Fav.or.it is tiny start-up based in a small office an hour’s drive from London. But this “feature rich community-based feed reading system” is about to unleash a wholly original take on reading blogs and news feeds which could see it face-down even the social bookmarking giants like Digg and the newer kids like CoComment.
[Note: this is an edited version of a much longer post which appears on TechCrunch UK]
Favorit brings together blog reading and replying into one simple web application. Its innovative web interface is designed to allow users to let users read any kind of RSS feed, cut-up, mashed-up with other feeds or “sliced” in any kind of way.
It’s also is a classic Web 2.0 startup which will attempt to solve one of the web’s most frustrating issues, i.e. the separation of reading RSS feeds from being able to comment on the post. Admittedly any blog post is only a click away from a user being able to comment on it. But imagine being to comment, Twitter-like, under a feed and not even have to care about filling in your name, email, etc. Just comment, save and carry on reading. Having witnessed it myself at an exclusive demo, I can confirm that this is what Favorit is capable of.
Turning feeds into slices
Favorit approaches the issue of reading RSS feeds with the concept of ’slices’. Each post in a feed is categorised and tagged. By choosing a category, tag or rank (or a combination of each) the user can filter what they are reading in a more efficient manner than the normal ‘hose’ effect of having to laboriously wade through hundreds of blog posts in hundreds of feeds.
Comment posting with an API Based on PHP and the Zend Framework, Favorit will launch an API during the public beta enabling it to hook into many more blogging platforms to allow it to send comments back to the sites. Founder Nick Halstead hopes the API will create an ecosystem outside of Favorit.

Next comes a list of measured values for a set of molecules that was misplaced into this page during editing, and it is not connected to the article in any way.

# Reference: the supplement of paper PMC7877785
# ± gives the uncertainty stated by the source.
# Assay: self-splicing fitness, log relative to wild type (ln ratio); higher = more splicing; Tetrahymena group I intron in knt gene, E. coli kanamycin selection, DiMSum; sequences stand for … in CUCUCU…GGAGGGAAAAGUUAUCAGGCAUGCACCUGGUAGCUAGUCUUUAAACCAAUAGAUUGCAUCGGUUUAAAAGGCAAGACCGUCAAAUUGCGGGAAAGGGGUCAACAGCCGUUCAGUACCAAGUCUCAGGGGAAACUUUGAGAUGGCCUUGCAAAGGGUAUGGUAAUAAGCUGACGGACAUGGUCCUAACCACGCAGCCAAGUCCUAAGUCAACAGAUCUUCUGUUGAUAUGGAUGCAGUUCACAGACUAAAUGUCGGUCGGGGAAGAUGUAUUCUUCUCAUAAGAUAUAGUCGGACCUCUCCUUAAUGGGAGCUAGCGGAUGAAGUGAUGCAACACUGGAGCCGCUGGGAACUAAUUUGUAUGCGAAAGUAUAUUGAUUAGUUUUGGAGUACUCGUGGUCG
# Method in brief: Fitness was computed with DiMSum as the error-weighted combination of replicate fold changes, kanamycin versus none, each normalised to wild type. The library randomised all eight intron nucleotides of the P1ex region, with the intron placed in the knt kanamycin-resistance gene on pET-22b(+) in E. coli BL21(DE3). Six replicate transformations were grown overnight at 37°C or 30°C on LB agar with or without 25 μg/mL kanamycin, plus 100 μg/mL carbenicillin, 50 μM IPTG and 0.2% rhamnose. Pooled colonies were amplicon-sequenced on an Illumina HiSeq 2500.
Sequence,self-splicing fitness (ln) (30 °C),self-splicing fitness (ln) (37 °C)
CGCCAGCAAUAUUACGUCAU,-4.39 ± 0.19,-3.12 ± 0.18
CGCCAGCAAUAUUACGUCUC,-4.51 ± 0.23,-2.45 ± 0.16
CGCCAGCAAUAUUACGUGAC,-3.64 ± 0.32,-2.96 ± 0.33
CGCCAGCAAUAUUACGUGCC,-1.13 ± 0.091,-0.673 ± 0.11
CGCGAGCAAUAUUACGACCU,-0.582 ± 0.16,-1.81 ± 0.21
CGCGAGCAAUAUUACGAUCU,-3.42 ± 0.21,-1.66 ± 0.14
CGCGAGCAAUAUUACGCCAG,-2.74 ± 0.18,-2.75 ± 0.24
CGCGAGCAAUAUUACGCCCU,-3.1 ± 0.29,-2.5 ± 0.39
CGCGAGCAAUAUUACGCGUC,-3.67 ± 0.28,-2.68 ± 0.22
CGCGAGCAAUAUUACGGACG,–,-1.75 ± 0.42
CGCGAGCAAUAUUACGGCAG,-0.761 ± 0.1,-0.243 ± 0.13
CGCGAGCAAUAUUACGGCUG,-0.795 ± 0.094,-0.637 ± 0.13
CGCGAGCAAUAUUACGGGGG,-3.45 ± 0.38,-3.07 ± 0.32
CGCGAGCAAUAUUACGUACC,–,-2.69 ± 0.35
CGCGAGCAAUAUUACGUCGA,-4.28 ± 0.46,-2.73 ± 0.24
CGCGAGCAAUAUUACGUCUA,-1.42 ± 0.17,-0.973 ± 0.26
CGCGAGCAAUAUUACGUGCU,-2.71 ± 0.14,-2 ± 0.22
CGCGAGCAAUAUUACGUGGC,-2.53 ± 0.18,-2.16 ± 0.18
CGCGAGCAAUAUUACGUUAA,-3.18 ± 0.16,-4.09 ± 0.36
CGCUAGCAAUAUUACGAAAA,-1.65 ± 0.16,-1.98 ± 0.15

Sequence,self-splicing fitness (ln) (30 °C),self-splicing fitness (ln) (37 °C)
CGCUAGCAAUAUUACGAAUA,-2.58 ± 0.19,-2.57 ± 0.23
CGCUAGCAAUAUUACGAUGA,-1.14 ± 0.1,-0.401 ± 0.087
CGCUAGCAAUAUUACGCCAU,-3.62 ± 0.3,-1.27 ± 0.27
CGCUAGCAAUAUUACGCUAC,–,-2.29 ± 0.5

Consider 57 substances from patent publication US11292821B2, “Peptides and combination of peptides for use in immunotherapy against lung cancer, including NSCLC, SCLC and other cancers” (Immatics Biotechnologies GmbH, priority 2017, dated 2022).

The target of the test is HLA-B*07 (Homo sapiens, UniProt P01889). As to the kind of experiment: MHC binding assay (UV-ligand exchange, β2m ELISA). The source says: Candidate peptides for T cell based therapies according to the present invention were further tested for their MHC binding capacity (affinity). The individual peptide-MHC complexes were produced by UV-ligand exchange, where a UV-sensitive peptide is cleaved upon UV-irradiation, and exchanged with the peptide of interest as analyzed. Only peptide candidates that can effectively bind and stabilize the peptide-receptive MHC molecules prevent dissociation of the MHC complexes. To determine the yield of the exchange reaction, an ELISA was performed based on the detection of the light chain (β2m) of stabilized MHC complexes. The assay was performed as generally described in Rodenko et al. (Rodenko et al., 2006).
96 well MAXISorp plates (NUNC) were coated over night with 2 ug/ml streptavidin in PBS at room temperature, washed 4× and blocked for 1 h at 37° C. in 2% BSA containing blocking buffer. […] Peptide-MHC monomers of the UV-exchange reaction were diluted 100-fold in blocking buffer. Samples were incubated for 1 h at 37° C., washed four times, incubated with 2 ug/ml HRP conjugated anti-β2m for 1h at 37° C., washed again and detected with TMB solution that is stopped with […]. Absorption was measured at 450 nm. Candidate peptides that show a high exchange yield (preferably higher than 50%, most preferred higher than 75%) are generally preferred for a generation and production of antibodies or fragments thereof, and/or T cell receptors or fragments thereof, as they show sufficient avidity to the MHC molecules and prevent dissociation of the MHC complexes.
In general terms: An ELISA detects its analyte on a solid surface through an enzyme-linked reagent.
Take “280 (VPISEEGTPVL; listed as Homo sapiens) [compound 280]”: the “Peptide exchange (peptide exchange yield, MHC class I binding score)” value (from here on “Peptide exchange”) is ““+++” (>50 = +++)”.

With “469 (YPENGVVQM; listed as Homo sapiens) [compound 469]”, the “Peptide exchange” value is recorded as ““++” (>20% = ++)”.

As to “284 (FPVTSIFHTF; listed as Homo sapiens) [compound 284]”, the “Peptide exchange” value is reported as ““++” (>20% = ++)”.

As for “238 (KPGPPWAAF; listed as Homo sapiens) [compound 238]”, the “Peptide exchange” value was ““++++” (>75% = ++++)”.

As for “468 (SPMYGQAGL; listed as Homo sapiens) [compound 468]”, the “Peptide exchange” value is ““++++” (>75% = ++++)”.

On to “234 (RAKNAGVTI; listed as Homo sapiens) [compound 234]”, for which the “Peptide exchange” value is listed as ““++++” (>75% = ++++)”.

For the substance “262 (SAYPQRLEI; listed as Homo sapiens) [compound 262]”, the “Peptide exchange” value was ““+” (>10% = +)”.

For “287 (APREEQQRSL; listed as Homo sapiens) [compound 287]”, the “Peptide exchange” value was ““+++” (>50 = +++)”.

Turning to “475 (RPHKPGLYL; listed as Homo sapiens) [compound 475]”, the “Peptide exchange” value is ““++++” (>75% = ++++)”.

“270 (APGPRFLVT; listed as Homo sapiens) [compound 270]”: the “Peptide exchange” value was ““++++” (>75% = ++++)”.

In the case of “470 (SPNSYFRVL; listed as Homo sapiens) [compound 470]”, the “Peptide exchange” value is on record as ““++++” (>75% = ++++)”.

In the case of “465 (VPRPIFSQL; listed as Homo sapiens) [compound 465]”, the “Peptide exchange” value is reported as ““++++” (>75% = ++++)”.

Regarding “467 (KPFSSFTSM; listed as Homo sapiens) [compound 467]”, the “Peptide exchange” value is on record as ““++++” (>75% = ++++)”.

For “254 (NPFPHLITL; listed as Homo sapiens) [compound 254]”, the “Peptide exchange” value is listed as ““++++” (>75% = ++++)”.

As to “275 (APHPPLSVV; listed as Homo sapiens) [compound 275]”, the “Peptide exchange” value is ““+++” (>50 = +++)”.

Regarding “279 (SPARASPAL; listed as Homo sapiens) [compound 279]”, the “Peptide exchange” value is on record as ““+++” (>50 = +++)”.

Now of course there is a glaring issue here. Sites thrive on traffic. But by removing barriers to commenting, Favorit potentially creates a faster turnaround of comments to blogs, and especially blogs at the end of the ‘long tail’.
Because it will track what people actually read, Favorit will be a far more accurate reflection of what is popular online than Digg, which everyone knows is increasingly subject to gaming. Although Halstead went to great lengths with me to emphasise that Favorit is a different animal than Digg, there is no getting away from the comparison. And it’s quite clear that capturing attention meta-data beats ‘voting’ hands down.
A blogging platform as well?! Favorit is not just going to be a feed reader. It is also a blogging platform. By creating a subdomain, such as ‘gadgets.fav.or.it’ users will be able to write their own posts into the system. Using this, they can pull in their feed from their blog as well as post directly into Favorit. Any comments on the Favorit subdomain blog then appear back at the original blog.
Since it’s all widget based, users will be able to ‘pimp’ their Favorit blogs with a set of widgets - many form outside suppliers - which Favorit will build into the system. But you won’t be able to access the underlying HTML or CSS.
Here’s where the revenue comes in. Favorit plans to share advertising revenues with users who create these subdomain blogs.
However, controversially, a user could create a subdomain site with someone else’s feed.
If the Nike subdomain pulls in everything there is to know about Nike, Google could be among those knocking on the door given the usefulness of this data. But so could the lawyers. Because of its simplicity for reading and commenting Favorit has the potential to open up feed-reading to a wider audience than perhaps other aggregators have done so far. And could well disrupt older ‘voting’ style social bookmarking sites.